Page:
Friday the 13th may not be so unlucky for Troye Sivan. The Australian singer released his third album, “Something To Give Each Other,” on Oct. 13 and has been embraced by music lovers all around.
Beginning the queue with a “Rush,” this summer track screams sexual appetite. Sivan’s lyrics drip with lustful undertones that set the tone for the rest of the album. The sweaty music video can only be described as pulp-gay-fiction.
With some post “Rush” clarity, we get a different, more romantic, song that is softer and sweet: “What’s The Time Where You Are?” This song with others like “Still Got It” or “How To Stay With You” shows the more lovey-dovey, intimate side of the album
Some of my favorite songs from the album are “Rush,” “One Of Your Girls” and “Got Me Started.” These may also be Sivan’s favorites, considering how they each have music videos. Each video is unique, capturing the amorous tones that reside within each song. My favorite video would be “One Of Your Girls;” not only does Sivan make a beautiful girl, but Ross Lynch’s guest-star role was a pleasant surprise.
Plus, Sivan’s dancing is incredible! In the music video for “Got Me Started,” he performs highly choreographed numbers with high energy, not missing a step. The catchy song includes a sample from Bag Raiders’ “Shooting Stars,” which was immediately noticeable during my first listen.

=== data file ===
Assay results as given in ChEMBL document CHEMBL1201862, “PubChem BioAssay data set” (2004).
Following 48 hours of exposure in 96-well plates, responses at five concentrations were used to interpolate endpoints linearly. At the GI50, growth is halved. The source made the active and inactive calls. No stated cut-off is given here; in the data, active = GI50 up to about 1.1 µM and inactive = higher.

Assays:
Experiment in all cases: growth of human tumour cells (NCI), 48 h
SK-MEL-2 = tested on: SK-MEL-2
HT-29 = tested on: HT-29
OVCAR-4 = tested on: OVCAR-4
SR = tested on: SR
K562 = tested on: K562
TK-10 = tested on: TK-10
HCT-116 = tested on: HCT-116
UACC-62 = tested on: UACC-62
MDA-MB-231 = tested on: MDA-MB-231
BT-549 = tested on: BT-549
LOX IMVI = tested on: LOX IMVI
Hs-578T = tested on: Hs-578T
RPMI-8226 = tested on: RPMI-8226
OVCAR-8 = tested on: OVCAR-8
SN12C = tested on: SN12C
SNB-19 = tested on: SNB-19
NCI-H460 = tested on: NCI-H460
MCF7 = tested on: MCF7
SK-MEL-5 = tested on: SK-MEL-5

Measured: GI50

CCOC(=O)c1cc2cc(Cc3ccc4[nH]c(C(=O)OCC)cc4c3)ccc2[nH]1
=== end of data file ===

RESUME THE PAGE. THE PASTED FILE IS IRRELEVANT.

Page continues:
“Something To Give Each Other” consists of 10 tracks and lasts about 30 minutes, with each song following the general theme of love vs. lust.
Are you “Silly” like Sivan? Are you a “love junkie,” or do you “still got it bad?” These titles are from some of the more affectionate songs on the album, which can stir up emotions of “admiration” or “infatuation.” Or are you one to let your “body explain” like Troye? There is plenty of “hot chemistry” peppered throughout this album, enough to get anyone started.
This album covers a range of emotions, and quickly invaded my daily playlist. “Something To Give Each Other” is easily a five out of five for me.
Given that the album is quite gay-centric, I may be biased in my review. I enjoy how it encapsulates emotions/feelings which are relatable to my lived experience.